Walt Disney (NYSE:DIS) saw strong financial results in its fiscal first quarter, with revenue and adjusted earnings per share beating analyst expectations during the important holiday period. Nevertheless, the company's earnings were down from a year-ago period as the company invests heavily in its nascent streaming businesses.
Investments in streaming, however, seem to be paying off. Taking the spotlight during the quarter was Disney+. The recently launched service saw subscribers surge past analyst estimates during the period. But the entertainment company's progress in streaming went beyond its new Disney service. Hulu and ESPN+ subscribers grew sharply, too.
Big success in Disney+
Walt Disney CEO Robert Iger called out the recent momentum of Disney+ in the company's fiscal earnings results, noting that the launch of the service "has exceeded even our greatest expectations." Disney+ was the "high point of our quarter," Iger added in the subsequent earnings call.
The new streaming service launched last year on Nov. 12 -- about halfway into Walt Disney's first quarter of fiscal 2020. Just a day later, Disney said the new service had already attracted 10 million sign-ups.
Since then, subscribers have continued to climb. The company said in Disney's fiscal first-quarter update that total Disney+ subscribers by the end of the period were 26.5 million. Management cited its portfolio of great brands, new content, and the company's "robust technology" platform for the service as reasons for Disney+'s strong subscriber growth.
Growth in the new service has continued into the new year, with the company already adding 2.1 million more subscribers during Q1, bringing total Disney+ subscribers to 28.6 million as of Monday.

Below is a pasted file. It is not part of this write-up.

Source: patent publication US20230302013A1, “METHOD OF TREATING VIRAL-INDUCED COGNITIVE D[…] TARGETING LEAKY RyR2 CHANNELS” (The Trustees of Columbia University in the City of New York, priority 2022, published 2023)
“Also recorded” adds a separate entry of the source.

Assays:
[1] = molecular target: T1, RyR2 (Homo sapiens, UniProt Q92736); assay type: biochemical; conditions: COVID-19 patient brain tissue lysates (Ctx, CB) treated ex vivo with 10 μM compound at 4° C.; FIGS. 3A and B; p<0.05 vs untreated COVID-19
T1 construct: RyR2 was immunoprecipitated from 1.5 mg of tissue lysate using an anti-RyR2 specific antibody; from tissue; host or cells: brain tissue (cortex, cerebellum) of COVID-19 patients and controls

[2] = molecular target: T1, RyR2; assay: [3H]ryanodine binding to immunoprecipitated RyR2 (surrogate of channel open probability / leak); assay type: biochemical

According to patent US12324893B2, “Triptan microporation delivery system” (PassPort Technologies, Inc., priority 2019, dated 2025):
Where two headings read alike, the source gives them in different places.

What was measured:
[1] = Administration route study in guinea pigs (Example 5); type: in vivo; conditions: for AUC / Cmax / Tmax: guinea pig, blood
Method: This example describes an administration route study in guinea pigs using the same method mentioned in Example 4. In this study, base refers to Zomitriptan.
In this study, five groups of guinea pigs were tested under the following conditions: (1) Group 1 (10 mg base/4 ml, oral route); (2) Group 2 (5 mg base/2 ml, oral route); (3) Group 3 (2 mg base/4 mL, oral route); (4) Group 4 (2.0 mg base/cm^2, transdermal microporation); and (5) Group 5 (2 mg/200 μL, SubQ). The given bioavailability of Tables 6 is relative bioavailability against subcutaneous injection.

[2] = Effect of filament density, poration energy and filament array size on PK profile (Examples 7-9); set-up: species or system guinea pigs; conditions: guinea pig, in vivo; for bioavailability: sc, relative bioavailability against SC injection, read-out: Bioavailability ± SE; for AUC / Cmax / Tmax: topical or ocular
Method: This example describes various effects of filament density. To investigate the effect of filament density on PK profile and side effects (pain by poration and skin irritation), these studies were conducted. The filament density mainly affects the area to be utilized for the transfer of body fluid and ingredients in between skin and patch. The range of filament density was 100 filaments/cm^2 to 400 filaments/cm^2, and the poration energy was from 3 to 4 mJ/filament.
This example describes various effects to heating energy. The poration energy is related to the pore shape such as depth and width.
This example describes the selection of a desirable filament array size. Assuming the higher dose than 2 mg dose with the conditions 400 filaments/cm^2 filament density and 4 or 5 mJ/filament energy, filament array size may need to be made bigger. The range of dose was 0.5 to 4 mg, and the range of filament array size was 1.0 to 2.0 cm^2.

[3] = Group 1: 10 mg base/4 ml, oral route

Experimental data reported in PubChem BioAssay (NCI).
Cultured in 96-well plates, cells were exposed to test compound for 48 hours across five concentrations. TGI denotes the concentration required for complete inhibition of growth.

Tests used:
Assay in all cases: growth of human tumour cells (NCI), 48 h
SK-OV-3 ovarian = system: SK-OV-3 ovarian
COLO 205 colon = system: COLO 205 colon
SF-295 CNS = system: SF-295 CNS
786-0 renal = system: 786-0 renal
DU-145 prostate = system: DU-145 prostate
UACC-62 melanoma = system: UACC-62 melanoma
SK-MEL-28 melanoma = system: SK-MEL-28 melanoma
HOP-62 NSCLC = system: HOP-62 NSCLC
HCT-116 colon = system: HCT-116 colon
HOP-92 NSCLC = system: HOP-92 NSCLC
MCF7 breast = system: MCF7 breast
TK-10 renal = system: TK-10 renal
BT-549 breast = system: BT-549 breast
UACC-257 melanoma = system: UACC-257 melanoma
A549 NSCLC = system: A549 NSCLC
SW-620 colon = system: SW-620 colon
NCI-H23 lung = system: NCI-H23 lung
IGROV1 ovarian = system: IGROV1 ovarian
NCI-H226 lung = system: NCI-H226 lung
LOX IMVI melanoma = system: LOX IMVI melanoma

Management also noted during the company's earnings call that both conversions from free trials to paid subscriptions and churn rates have been better than expected.
A robust streaming monetization strategy
Also highlighted in Disney's fiscal first-quarter update was the company's robust monetization strategy for streaming. Thanks to a multifaceted approach to streaming, featuring three streaming services and a combination of subscription and ads to monetize them, the company is bringing in revenue for these services in a number of ways.
Buy taking full control of Hulu as part of its acquisition of Fox assets last year and its recent launch of ESPN+ and Disney+, Walt Disney has seemingly become a streaming juggernaut overnight. The company boasted 63.5 million subscribers at the end of Q1. More importantly, Disney is well equipped to monetize this fast-growing business.
Disney+ already boasts average monthly revenue per paid subscriber of $5.56. Meanwhile, ESPN+ subscribers jumped from 1.4 million in the year-ago period to 6.6 million, bringing in an average of $4.44 per subscriber per month. Hulu subscribers rose 29% year over year to 27.2 million, monetizing at $13.15 per subscriber per month. Finally, the company's Hulu Live subscribers soared 88% year over year to 3.2 million, generating $59.47 per subscriber per month.
Notably, since both Hulu and Hulu Live benefit from advertising revenue, Walt Disney has the potential to grow average revenue per subscriber for these services well beyond their subscription fees. In addition, even some Disney+ subscribers can be indirectly monetized through ads as well because of the company's bundled offering of Disney+, ESPN+, and the ad-supported version of Hulu.
Unsurprisingly, management is excited about the future of its streaming services.
"Thanks to our incredible collection of brands, outstanding content from our creative engines and state-of-the-art technology," explained Iger in the company's fiscal first-quarter earnings release, "we believe our direct-to-consumer services, including Disney+, ESPN+ and Hulu, position us well for continued growth in today's dynamic media environment."